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    Originally Posted by manono View Post
    Open the VOBs in DGIndex and save out the video and audio (File->Save Project and Demux Video). Open the M2V in ReStream and flag it as 16:9. Open both the video and audio in Muxman and reauthor it as a DVD.
    If I'm remembering right, the original question, in the first thread, had to do with why DVD Patcher wasn't enough.
    (EDIT)https://forum.videohelp.com/threads/369365-Trouble-getting-DVD-Patcher-to-convert-succe...sfully-to-16-9

    Then, someone recommended IFOedit.

    I could have used AVIdemux on the VOB files and re-encode them as 16x9, but the join points weren't playing nice.

    I could use VLC to record the DVD's content as an .mpg file and then author a new DVD using AVStoDVD.

    I didn't want to do either. I wanted to fix the original DVD's content, nice and simple.

    Looks like using DVD Patcher and IFOedit on the VTS files should do the trick. I'm satisfied with that.

    The only problem I've had is the menu (described in the first post in this thread), and it turns out I patched/edited files that shouldn't have been touched. Now that I know that, I can go back and re-do, and hopefully the results will be fine for both the video and the menu.

    When I have time this weekend to do just that, we'll know for sure how this worked out.
    Last edited by gastrof; 16th Jan 2015 at 18:15.
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  12. Member gastrof's Avatar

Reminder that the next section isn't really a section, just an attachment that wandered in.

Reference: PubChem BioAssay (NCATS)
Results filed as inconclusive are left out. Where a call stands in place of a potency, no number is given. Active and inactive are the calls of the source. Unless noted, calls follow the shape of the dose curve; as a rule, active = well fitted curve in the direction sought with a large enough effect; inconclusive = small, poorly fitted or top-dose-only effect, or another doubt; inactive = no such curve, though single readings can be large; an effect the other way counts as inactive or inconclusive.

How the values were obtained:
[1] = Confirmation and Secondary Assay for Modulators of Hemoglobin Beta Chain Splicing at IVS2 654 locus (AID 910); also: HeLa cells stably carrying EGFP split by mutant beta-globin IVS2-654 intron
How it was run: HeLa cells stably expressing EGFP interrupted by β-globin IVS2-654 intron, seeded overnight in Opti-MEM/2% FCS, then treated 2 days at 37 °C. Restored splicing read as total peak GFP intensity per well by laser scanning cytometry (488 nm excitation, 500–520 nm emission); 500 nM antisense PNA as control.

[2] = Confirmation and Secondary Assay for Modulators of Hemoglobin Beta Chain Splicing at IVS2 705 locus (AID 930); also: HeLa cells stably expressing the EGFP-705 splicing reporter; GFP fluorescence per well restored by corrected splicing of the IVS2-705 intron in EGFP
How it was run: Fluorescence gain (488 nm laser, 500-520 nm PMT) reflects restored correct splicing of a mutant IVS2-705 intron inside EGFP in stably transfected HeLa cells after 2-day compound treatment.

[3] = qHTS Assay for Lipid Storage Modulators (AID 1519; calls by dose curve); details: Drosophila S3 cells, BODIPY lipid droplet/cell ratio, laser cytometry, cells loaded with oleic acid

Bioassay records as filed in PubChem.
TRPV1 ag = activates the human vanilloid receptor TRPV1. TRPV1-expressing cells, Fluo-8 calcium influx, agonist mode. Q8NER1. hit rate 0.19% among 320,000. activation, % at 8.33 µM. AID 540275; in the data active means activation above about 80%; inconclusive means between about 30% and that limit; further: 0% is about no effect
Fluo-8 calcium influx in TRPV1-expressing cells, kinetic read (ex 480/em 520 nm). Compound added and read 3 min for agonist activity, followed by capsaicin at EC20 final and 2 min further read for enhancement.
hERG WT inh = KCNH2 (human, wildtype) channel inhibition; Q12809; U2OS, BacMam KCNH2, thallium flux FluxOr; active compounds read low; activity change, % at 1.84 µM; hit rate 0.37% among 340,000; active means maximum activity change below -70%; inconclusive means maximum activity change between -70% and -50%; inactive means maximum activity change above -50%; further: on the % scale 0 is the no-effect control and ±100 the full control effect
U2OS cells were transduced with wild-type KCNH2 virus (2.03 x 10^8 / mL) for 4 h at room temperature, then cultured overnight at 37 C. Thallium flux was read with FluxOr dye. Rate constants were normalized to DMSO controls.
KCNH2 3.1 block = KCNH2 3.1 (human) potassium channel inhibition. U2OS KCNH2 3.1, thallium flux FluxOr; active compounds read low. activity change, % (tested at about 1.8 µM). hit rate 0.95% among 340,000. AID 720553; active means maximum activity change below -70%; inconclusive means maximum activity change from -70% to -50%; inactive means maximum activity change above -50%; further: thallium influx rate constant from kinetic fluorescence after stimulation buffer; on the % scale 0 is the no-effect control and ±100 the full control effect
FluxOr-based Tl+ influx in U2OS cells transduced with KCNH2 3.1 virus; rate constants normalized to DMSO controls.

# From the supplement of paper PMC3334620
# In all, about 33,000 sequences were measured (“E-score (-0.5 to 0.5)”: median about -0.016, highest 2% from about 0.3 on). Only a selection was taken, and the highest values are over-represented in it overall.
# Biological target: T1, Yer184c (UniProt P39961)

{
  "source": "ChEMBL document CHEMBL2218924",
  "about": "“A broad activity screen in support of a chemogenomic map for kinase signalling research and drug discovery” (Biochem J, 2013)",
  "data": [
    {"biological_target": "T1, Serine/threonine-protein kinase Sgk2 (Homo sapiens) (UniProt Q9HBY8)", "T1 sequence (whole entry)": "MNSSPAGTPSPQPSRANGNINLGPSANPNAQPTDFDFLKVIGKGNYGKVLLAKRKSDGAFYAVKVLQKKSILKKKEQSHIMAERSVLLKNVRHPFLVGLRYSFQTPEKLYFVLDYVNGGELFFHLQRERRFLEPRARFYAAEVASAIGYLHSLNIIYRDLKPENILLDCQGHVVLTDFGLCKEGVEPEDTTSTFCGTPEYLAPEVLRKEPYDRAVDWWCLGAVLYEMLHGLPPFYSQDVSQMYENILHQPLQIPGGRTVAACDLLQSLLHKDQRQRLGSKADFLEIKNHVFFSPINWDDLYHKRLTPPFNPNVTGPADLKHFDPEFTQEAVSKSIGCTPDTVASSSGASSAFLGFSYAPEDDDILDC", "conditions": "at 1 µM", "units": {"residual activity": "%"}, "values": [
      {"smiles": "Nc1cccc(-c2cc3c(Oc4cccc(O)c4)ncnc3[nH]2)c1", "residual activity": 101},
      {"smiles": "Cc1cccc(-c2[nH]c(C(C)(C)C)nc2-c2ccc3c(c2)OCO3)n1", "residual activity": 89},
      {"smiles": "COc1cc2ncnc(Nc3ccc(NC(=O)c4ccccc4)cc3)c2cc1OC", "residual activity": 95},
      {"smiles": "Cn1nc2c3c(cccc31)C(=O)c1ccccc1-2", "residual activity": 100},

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    Originally Posted by usually_quiet View Post
    Originally Posted by gastrof View Post
    Originally Posted by nic2k4 View Post
    Forget the VIDEO_RM folder, think of that one as only for internal use by the recorder. Typically, recorders use VIDEO_TS.??? for the menu. The IFO contains the navigation info and the VOB has the actual menu (video and audio). In theory you could leave it at that, but it's possible that a recorder could save a track menu in VTS_01_0.VOB, so it's best to leave the menu info alone in VTS_01_0.IFO.

    Originally Posted by gastrof View Post
    But the VTS files are the ones that should be changed, both .IFO and .VOB?
    I've never had to mod the VOB, but as Scott pointed out, you might have to hack it too.
    But aren't the VTS .VOB files the ones that DVD Patcher works on when it's changing the aspect ratio?
    Yes, VTS .VOB files the ones that DVD Patcher works on when it's changing the aspect ratio.

    Some DVD players automatically follow the aspect ratio in the IFO, but other DVD players also look at the aspect ratio in the VOB and won't display video using a 16:9 aspect ratio unless both the IFO's aspect ratio and VOB's aspect ratio are set to 16:9.

    Thanks, guys. Looks like I'm on my way.
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  13. Member Cornucopia's Avatar
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    If you continue to have trouble picking out the correct assets to change (without picking additional ones), manono's workflow is the surefire, recommended safe alternative (without re-encoding).